Thoughts on the sixth and seventh video in the Future of Work series [Reading time: 4mins]
Technology has evolved the way that people can work, it has allowed a greater freedom in arranging their work habits and the location of their working environment. So what role can an office play when you can work anywhere?
Tacit knowledge exchange
Face to face connection is an important factor in communicating. The more time you spend with someone, the better you get to know them, the more you personally invest in the relationship. This dynamic leads to a greater flow of ideas. The generation of creative and innovative thinking is powered by the transfer or exchange of tacit knowledge.
Tacit knowledge is the kind of knowledge that is hard to codify and transfer, it’s the ‘know-how’ that sits latent in people’s minds. People can never be fully aware of the extent of tacit knowledge they have, or how valuable it can be to others until it is communicated.
The most effective way to capitalise on this hidden resource is by sharing through personal contact, regular interaction and trust. Just think about the difference between the levels of communication and the exchange of ideas between a gathering of good friends in a social setting and a business meeting.
“Employers are looking at how do we tap into that latent value that’s hidden in employees and create some agility inside the organisation to make things happen”. - Dave Coplin, Microsoft UK
Managing for emergent outcomes not just efficiency
Groupthink suffocates new ideas. When people meet in the same way, in the same place, with the same clients and work on the same problems, a homogeny of ideas and a process detrimental to innovation will result.
Office spaces designed primarily around traditional ideas of efficiency lead to less productivity. In a Bank of America call centre, workers were organised to be on the phone at all times. Breaks were staggered so maximize team members at their desks. This socially isolated team members from each other.
After workplace studies were completed they found that workers with more social contact, who congregated and communicated together were more productive, completing their calls in half the time, in comparison to others. By allowing teams to take breaks together reduced isolation, allowing more social exchange which made people happier and more productive.
They discovered that workers, as well as swapping the lastest gossip, also talk about their work problems and exchange strategies for dealing with them. They were passing on their ‘know how’ in a social and self-organised manner. No need for a formal structure for training or development, they just needed to give their workers space, place and time.
“What we’ve seen over and over again is that space fundamentally shapes how we interact. If you sit near someone, we talk to them a lot. If I sit on a different floor from you, I never talk to you. If space can improve how we communicate, that is fundamentally what improves performance…” - Ben Waber, Founder/CEO of Humanyse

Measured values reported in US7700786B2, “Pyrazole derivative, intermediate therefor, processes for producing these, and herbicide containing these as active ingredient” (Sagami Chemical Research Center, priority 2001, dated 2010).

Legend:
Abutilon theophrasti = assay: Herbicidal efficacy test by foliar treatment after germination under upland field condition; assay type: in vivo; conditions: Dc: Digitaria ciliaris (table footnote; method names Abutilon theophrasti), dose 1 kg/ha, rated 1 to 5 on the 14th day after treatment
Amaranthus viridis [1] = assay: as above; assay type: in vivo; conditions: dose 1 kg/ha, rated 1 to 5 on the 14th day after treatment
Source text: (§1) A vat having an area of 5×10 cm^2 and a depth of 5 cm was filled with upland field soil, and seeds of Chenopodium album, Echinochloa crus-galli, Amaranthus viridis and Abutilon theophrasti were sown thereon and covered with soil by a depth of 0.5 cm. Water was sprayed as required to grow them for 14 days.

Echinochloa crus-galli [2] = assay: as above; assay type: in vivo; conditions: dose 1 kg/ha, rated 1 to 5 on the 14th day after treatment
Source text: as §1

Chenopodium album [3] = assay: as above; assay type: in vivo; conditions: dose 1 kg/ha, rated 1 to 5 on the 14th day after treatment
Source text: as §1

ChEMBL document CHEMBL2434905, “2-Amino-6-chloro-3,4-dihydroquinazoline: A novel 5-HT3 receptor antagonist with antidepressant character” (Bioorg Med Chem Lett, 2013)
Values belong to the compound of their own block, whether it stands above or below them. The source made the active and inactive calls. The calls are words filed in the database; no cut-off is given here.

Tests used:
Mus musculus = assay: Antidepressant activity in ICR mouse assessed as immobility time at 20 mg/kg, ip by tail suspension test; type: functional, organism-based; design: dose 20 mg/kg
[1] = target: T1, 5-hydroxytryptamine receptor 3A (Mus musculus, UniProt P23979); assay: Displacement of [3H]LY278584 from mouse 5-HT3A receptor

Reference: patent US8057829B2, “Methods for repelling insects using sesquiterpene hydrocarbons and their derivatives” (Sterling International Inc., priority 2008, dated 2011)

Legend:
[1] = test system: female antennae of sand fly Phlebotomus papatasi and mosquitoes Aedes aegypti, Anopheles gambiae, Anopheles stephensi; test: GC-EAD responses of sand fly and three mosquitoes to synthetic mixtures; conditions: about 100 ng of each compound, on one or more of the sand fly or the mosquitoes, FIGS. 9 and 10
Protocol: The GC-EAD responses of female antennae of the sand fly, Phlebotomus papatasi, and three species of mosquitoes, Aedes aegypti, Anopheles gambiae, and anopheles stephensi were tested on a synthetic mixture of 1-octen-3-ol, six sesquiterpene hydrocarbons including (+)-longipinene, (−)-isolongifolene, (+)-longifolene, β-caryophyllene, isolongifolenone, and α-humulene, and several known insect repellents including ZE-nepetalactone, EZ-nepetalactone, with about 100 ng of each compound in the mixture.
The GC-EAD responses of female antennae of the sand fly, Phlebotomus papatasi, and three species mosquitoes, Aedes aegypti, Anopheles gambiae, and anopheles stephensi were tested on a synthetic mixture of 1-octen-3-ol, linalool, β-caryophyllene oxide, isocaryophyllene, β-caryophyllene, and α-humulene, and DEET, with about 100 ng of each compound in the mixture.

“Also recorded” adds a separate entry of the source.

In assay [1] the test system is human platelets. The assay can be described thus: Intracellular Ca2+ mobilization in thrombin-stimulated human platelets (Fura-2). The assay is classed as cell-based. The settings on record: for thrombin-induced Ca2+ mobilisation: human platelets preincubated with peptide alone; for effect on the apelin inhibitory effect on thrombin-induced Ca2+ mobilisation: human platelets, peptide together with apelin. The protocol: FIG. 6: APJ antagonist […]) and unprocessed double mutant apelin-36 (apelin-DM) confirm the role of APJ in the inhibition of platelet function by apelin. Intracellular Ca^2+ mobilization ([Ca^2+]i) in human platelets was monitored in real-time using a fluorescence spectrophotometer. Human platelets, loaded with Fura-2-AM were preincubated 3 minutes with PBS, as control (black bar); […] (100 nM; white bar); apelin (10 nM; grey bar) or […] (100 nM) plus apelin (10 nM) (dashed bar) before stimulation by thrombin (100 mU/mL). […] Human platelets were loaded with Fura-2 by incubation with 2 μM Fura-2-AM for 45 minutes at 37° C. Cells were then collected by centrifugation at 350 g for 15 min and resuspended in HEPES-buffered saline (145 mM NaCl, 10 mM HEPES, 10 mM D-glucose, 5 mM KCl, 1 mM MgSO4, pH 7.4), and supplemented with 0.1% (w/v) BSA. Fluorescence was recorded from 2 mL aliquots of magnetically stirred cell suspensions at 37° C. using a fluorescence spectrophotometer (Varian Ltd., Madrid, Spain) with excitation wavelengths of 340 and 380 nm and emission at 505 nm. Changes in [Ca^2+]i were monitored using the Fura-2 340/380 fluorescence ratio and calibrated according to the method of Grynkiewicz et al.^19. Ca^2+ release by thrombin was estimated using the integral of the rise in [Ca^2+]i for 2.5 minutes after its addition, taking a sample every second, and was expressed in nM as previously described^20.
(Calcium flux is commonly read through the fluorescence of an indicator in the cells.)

Workplace as instrument for engagement?
The workplace is more than a backdrop for your employees, it can be a tool for motivation, engagement and innovation. Workplace design has an impact on performance.
Too many organisations view the workplace as the ‘backdrop’ for work. The overriding compulsion for it to be functional and efficient stems from industrial age thinking where individual productivity was the pinnacle of achievement. However, we have seen that adaptability is a central trait for those organisations that want to stay innovative and competitive.
It could be said that internal operational space needs to become more adaptable to reflect the external operations strategies required in a dynamic and volatile business environment. Imagine the office with a kind of ‘permeable membrane’ improving information flows into and out of the organisation.
What does an adaptable workplace require?
Basically the workplace should encompass three types of spaces: places to concentrate, to collaborate and to contemplate.
To do anything well necessitates concentration and this requires a distraction free environment. A workplace should encompass areas where employees can retreat to focus on doing their best work.
The exchange of ideas between people is the fuel for innovation and creative practice. Workplaces need to include areas where the free flow of information and discussion can occur.
It’s difficult to be ‘always on’. Research suggests that sustained constructive effort requires regular breaks to maintain productivity over time. People need a space to recharge, a place where they are not being ‘supervised’. Somewhere where they can be more social.
By encompassing these different spaces within the workplace, organisations can also capture the energy and possibilities of what’s called ‘the third place ’ where working can be done, such as cafes or libraries. They can also provide an intra-organisational environment where [serendipitous encounters] can lead to innovative thinking and practice.
Claudia Hamm wants to see the future office as a place,
“where people come with their wares, their ideas, from inside and outside the organisation to create new things together, to share information, to learn from each other [...] with retreat space for moments of concentration, but basically as a big theatre of innovation”.
In the age of flexible and remote work practices and the rise of co-working there is still enormous business value in creating a workspace that people will want to come in to each day. A place where technology enhances interaction, where the design aids communication, increases engagement, supports collaboration and fosters community.
How do you spot one? Workplaces that encompass these elements have a definable buzz about them. One easy litmus test for a great workplace is whether you would be happy to bring a friend in to see where you work.
Well, would you?